The Institute for Policy Studies has been releasing annual reports on CEO pay for 20 years now, and these “Executive Excess” studies have built up quite a following. One reason: The studies offer what few other CEO pay reports do: context. Anyone with the patience to plow through annual corporate filings can, after all, show that CEO paychecks are keeping America’s top execs on the fast track to fortune. The “Executive Excess” series shows just how. America’s most lavish corporate rewards, past editions have detailed, are going to CEOs who downsize jobs, pocket bailouts, profiteer off defense contracts, cook their corporate books, contribute big to pols, and stiff Uncle Sam at tax time. All this context can make for engaging — and enraging — reading.

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Terrance Heath

Fast Food Strikes Are Back, Bigger Than Ever

The fast-food strikes are back, and bigger than ever. Today, workers in 150 cities will take to the streets to demand livable wages for themselves and their families, the right to organize, and a better economy for all of us. Last year, low-wage workers in over 60 cities went on strike for livable wages. What’s different about this year’s fast-food strikes is that they’re more than twice as big, and spreading beyond fast-food and retail workers. The Service Employees International Union (SEIU) is calling on home health care workers to join the movement for a $15-an-hour minimum wage, a week after 27,000 home health aides in Minnesota said yes to joining the union, which represents about 600,000 home health workers in 20 states.

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Richard Eskow

Robert Borosage on Unions and the Middle Class [Audio]

Labor Day was last weekend. For the occasion we interviewed our own Robert Borosage on The Zero Hour radio program regarding his piece entitled “Inequality: A Broad Middle Class Requires Empowering Workers.” That piece begins as follows:  “On Labor Day, families gather, politicians pay tribute to values of hard work, and some workers even get an extra day off. But this Labor Day arrives with working families struggling to stay afloat. Working family incomes haven’t gone up in the 21st century. Inequality reaches new extremes. Corporate profits are reaping a record portion of the nation’s income, while worker wages wallow at record lows. Three-fourths of Americans fear their children will fare less well than they have.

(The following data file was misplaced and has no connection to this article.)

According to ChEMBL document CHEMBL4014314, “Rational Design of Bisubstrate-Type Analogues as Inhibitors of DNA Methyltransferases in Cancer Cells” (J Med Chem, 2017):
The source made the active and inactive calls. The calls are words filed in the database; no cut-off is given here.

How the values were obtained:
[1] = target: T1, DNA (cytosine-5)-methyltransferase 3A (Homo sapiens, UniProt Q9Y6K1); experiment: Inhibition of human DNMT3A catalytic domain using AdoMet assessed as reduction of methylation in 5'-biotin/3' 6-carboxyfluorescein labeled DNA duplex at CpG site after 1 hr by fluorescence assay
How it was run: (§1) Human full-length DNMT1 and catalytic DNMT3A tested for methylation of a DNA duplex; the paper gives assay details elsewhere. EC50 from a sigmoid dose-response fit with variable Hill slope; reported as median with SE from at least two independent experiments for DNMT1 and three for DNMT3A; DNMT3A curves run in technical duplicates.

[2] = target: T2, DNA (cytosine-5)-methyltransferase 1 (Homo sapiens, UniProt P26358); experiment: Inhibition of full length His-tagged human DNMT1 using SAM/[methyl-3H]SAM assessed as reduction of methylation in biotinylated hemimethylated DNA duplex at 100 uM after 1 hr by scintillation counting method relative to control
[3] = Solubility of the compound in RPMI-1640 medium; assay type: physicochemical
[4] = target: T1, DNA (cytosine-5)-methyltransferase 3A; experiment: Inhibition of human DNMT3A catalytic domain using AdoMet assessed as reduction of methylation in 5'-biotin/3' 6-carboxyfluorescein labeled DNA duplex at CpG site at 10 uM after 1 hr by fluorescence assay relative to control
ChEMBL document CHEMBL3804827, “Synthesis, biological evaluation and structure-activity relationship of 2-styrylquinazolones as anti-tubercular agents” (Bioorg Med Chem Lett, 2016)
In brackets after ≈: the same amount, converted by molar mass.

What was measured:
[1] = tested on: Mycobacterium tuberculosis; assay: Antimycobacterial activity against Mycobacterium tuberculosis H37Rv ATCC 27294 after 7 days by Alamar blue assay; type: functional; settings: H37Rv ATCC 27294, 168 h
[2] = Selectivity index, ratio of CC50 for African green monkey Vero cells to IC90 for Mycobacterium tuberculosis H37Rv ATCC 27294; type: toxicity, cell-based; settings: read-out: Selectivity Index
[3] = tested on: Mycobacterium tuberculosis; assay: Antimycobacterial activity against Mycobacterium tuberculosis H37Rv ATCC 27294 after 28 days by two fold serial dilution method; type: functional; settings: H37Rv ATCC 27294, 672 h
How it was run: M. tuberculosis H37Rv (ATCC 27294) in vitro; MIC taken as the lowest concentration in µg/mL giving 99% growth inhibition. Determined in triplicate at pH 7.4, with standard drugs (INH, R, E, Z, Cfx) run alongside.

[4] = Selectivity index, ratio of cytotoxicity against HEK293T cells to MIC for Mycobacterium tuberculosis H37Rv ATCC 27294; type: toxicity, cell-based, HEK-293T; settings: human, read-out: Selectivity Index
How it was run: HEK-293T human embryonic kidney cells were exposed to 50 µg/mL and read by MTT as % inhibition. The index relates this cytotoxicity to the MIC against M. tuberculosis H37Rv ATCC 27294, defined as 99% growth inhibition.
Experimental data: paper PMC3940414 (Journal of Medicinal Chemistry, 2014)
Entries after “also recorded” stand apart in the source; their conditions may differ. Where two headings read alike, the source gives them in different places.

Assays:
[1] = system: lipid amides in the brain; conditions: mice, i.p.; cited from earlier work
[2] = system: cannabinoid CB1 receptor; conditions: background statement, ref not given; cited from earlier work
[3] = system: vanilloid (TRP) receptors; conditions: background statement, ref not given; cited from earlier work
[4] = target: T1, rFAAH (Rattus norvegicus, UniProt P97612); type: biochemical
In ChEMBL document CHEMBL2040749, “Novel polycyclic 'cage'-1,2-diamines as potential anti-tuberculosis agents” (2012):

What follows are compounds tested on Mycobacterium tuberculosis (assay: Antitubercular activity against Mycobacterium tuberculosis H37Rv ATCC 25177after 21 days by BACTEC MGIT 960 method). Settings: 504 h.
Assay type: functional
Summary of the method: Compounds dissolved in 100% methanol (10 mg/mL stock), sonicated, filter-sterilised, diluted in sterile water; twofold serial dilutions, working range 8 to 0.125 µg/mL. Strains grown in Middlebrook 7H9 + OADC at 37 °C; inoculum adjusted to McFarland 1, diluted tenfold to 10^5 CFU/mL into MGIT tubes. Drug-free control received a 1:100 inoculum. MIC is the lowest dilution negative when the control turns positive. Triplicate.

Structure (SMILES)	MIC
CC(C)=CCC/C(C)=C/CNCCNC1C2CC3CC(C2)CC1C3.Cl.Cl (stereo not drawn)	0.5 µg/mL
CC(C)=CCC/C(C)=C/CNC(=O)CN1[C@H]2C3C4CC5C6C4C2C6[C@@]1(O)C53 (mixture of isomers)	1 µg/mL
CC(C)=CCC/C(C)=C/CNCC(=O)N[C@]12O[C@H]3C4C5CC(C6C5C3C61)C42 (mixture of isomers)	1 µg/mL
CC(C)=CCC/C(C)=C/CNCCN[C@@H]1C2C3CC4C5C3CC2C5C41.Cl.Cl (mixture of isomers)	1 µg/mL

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Bill Scher

There’s No Republican Wave Because Nobody Likes Republicans

In late July, the head of the Republican House campaign committee predicted a “wave” election. And pundits have generally assumed it will be strong Republican year, arguing the Democrats are being weighed down by President Obama’s low approval ratings. Republicans can still take full control of Congress in November, but only because the 2014 map is heavily tilted to the right, with several Democratically-held Senate seats up for re-election in states Mitt Romney won. If it was a real wave, we’d see blue states becoming redder. We’d see big Republican gains in the House as well as the Senate. We’d see Republicans hold a clear advantage in the polls. None of that is on the horizon. Republican strategists tell Politico they don’t expect to win more than a few additional House seats.

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Dave Johnson

Anti-Union, Low-Wage States Spend More On “Safety-Net” Help

A study from Labor and Employment Relations professor Robert Bruno of the University of Illinois-Urbana and policy director of the Illinois Economic Policy Institute Frank Manzo IV showed that states with anti-union “right-to-work” laws have lower tax revenue, and have to spend more on government assistance to the poor as a result. The study, titled, “Free-Rider States,” found that legislation supporting workers’ right to organize increases wages and reduces income inequality. As a result, collective bargaining states have higher incomes and less inequality. States with “right-to-work” laws have lower wages. These lower wages mean lower state income tax revenue, a slower economy in those states, and higher demand for government “safety-net” services.